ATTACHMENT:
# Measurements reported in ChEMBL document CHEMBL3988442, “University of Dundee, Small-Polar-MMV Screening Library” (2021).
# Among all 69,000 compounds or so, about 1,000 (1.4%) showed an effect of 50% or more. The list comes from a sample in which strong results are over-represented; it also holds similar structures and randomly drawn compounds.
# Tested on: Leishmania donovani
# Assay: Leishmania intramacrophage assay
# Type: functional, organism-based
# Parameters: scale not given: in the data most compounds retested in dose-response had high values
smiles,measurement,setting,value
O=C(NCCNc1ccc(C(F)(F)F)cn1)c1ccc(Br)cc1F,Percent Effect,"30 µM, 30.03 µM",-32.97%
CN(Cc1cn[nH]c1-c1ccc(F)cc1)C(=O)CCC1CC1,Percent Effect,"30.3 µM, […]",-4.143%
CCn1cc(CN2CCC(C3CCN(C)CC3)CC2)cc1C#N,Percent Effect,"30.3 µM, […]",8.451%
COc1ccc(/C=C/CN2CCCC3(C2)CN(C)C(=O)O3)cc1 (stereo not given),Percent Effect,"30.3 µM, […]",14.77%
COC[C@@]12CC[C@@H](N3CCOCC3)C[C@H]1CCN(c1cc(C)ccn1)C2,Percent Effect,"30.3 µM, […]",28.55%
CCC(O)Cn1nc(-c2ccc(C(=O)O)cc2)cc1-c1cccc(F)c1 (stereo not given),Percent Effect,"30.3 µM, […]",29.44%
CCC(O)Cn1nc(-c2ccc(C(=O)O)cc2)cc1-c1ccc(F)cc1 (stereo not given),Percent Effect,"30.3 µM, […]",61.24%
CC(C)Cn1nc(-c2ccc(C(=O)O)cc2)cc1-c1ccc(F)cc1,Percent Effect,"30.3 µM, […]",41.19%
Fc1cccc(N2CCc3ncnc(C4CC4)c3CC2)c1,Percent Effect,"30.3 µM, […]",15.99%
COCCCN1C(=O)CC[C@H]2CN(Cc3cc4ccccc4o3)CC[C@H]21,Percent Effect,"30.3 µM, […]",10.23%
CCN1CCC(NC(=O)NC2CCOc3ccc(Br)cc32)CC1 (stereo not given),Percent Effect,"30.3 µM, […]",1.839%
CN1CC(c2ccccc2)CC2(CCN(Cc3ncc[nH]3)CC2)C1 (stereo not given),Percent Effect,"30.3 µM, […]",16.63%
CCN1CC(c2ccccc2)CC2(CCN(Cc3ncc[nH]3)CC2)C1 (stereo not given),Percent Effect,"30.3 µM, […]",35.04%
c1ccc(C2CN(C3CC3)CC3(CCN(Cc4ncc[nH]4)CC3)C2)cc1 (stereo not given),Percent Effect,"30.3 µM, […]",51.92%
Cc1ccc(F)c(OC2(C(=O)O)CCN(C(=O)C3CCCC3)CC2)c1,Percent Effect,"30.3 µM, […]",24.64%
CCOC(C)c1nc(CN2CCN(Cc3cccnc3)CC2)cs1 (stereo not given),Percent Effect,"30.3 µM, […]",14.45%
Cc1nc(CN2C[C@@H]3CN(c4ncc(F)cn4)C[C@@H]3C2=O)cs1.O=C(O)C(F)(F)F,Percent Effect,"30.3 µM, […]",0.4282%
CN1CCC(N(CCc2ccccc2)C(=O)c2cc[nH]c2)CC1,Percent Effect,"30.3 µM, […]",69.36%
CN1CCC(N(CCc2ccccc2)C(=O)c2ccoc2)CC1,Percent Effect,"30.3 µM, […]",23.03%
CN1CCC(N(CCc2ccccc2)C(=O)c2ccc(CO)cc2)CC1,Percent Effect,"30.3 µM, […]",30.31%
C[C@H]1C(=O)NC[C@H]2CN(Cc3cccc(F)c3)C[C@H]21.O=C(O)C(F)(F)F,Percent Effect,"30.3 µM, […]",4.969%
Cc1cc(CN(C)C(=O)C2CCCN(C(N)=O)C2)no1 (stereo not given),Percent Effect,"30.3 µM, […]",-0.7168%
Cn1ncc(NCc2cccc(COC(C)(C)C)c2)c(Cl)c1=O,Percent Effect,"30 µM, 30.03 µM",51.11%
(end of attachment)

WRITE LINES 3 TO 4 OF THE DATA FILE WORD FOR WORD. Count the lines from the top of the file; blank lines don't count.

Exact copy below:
# Tested on: Leishmania donovani
# Assay: Leishmania intramacrophage assay